If you’re traveling on a highway with three or more lanes of traffic in each direction, consider staying one lane over (the middle lane of a three-lane highway, the second lane on a 4- or 5-lane highway) in areas with a high concentration of exit and entrance ramps. That’s especially helpful during high-traffic periods preventing you from having to repeatedly change lanes to avoid traffic merging onto the highway.
5. Know your rig’s braking power and plan accordingly
Large, heavy vehicles take longer to stop than passenger cars. That requires thinking ahead—and planning ahead. Keep your eyes scanning far down the road; be alert for brake lights in the distance or other indicators of slowing traffic or potential conflict. Use your height advantage to see as far ahead as possible. Slow down earlier and avoid braking hard.
Besides the longer stopping distances required to stop an RV you should also keep in mind a disadvantage that your large vehicle creates simply by being on the road—other drivers can’t see around you. That virtually guarantees that someone behind you isn’t able to spot potential conflicts up ahead.
But we’ve all seen how simple facts like lack of visibility seem to have little to no effect on other drivers. They often tailgate vehicles that block their view, like RVs. If you’re being tailgated especially by someone who can’t see around you (your vehicle is big!) the last thing you want to do is stop suddenly. Increasing your following distance is the best course of action to prevent you from having to stop suddenly and potentially getting rear-ended.
An additional braking consideration with RVs is the fact that you’re carrying around cabinets full of dishes, glassware, food, toiletries, and many other items not normally stored in a passenger car. Stopping suddenly can lead to things falling out of cabinets the next time they’re opened as contents may have shifted.
6. Keep your distance
Maintaining a safe following distance is one of the most basic safety practices to which any driver can adhere. Rather than attempt to guesstimate the number of feet between you and the vehicle ahead, use time instead.
Passenger cars generally follow the 2-second rule: Watch the vehicle in front of you pass an object (such as the shadow of an overpass or a utility pole alongside the roadway) and count one thousand one, one thousand two and you shouldn’t reach that same spot before two full seconds have passed.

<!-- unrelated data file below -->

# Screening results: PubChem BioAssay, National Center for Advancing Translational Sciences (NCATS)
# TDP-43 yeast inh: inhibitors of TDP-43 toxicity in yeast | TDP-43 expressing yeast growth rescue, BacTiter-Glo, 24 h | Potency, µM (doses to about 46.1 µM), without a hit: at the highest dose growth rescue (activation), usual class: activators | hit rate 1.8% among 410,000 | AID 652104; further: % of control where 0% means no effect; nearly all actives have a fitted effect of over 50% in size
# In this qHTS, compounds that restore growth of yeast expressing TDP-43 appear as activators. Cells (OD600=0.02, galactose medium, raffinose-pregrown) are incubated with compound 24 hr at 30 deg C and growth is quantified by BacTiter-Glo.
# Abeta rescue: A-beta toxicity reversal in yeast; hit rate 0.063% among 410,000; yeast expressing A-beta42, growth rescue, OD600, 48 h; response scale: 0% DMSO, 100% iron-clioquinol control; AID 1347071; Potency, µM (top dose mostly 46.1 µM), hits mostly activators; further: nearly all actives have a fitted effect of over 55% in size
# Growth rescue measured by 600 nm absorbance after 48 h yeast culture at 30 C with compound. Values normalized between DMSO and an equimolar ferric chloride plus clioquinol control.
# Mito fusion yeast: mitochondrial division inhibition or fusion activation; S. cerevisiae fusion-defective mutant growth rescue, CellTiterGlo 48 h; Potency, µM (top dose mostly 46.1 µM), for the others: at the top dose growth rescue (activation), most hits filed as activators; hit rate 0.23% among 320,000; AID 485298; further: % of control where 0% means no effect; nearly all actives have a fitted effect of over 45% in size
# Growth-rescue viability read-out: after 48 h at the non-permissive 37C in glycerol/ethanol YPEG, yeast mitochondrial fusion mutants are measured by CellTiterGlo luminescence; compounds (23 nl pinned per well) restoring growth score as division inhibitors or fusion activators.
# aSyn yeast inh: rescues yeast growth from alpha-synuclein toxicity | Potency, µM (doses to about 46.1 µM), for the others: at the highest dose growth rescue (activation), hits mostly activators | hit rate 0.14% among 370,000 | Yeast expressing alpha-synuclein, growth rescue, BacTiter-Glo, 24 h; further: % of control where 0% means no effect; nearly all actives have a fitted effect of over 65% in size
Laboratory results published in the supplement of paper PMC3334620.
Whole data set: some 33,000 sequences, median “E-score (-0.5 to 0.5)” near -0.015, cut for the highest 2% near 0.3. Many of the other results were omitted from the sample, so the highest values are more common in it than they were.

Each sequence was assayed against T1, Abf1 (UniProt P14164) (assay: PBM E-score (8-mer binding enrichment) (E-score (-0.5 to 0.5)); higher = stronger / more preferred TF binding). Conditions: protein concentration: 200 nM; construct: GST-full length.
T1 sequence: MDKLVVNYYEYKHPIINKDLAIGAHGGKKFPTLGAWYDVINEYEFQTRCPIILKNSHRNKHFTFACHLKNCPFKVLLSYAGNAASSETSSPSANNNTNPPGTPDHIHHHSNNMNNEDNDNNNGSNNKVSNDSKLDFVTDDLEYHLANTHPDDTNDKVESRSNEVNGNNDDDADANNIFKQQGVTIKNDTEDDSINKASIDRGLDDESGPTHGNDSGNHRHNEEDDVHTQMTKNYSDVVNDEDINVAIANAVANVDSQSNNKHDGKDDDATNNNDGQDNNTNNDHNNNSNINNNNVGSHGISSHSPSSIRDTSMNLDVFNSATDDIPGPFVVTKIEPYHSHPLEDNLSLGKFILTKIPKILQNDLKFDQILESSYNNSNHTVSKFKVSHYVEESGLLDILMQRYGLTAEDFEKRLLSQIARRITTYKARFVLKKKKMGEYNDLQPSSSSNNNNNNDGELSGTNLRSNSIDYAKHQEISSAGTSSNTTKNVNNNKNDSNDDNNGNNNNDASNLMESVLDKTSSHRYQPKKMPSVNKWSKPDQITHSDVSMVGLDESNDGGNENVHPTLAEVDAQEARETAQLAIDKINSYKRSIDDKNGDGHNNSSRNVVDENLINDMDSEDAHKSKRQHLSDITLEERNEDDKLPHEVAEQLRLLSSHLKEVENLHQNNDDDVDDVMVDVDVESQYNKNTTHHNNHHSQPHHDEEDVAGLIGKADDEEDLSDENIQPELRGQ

Since RVs and other large vehicles take longer to stop, use a 4-second following distance. When the roads are wet, use a 6-second following distance. With snowy- or ice-covered roads, use 8 seconds. Keep in mind that these are minimum following distances. There is nothing wrong with leaving even more space between you and the vehicle ahead of you.
If you’re thinking “If I leave that much room in front of me, other vehicles will simply move over into that space,” you’re correct. They will. Other drivers will indeed change lanes in front of you (often right in front of you). But the only way to prevent that is to fill the space between you and the car ahead yourself. But that is tailgating—something that’s so critically important to avoid.
The best practice is to maintain a speed on multi-lane highways that’s slightly slower than passing traffic… about 2-3 mph is usually good. That way, vehicles that change lanes in front of you will continue to move ahead, re-opening that all-important safety cushion directly in front of your RV without you having to do anything about it.
7. Follow the 330 or 3/3/3 travel rule
The 330 rule refers to a policy of driving no more than 300 miles a day and arriving at your destination no later than 3:30 pm. That allows plenty of time to set up camp in daylight, get to know the amenities of the campground and the surrounding area, and further relax after your day of driving.
When we first started, I would hit the road and keep hitting the road until we crammed as much into one day as possible. In my mind, the more we drove, the more we would see, and the more fun we’d have. I recall a 2,000-mile trip we made in three and one-half days. And yes, it was tiring and exhausting! And, I vowed never again!
You may have heard of another RV rule of thumb called the 3-3-3 Rule. This rule is similar to the 330 Rule.
The 3-3-3 Rule is as follows:
Don’t drive more than 300 miles in a day
Stop by 3 pm (or stop every 3 hours, depending on who you ask)
Stay at a campground for a minimum of 3 days
I won’t go as far as saying every RVer needs to abide by the 330 rule. However, I will say that I do highly recommend it. I know that from my own experiences (and mistakes) and from countless RVers who say the same, the 330 rule makes traveling more enjoyable—and safer.
It’s very important to take note of the weight limits associated with your particular RV and to stay within those limits. When you overload an RV you’re putting yourself and everyone traveling with and around you at risk.